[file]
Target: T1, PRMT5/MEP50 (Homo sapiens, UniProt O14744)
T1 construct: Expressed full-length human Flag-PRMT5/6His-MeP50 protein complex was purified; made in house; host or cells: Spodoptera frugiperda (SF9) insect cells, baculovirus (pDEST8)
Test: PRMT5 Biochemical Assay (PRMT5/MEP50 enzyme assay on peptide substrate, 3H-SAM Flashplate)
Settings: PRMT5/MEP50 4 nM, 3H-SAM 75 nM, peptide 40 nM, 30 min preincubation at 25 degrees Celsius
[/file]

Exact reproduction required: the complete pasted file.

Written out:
Target: T1, PRMT5/MEP50 (Homo sapiens, UniProt O14744)
T1 construct: Expressed full-length human Flag-PRMT5/6His-MeP50 protein complex was purified; made in house; host or cells: Spodoptera frugiperda (SF9) insect cells, baculovirus (pDEST8)
Test: PRMT5 Biochemical Assay (PRMT5/MEP50 enzyme assay on peptide substrate, 3H-SAM Flashplate)
Settings: PRMT5/MEP50 4 nM, 3H-SAM 75 nM, peptide 40 nM, 30 min preincubation at 25 degrees Celsius